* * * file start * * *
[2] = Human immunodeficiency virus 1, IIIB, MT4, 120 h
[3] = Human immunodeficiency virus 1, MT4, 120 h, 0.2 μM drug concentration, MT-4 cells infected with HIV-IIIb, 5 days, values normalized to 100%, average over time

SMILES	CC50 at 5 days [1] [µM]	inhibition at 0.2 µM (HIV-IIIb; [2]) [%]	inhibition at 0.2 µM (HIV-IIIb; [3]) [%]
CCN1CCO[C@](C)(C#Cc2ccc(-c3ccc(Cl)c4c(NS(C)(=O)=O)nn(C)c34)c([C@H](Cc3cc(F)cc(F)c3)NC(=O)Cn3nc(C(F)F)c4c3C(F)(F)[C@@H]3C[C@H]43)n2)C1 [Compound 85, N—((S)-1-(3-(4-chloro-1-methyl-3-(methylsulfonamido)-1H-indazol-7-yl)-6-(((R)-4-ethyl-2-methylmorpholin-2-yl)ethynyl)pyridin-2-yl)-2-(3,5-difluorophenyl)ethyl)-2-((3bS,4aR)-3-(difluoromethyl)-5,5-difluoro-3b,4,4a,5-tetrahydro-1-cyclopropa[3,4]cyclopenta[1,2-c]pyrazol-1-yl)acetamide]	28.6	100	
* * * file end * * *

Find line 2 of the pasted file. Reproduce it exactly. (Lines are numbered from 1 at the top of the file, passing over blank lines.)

[3] = Human immunodeficiency virus 1, MT4, 120 h, 0.2 μM drug concentration, MT-4 cells infected with HIV-IIIb, 5 days, values normalized to 100%, average over time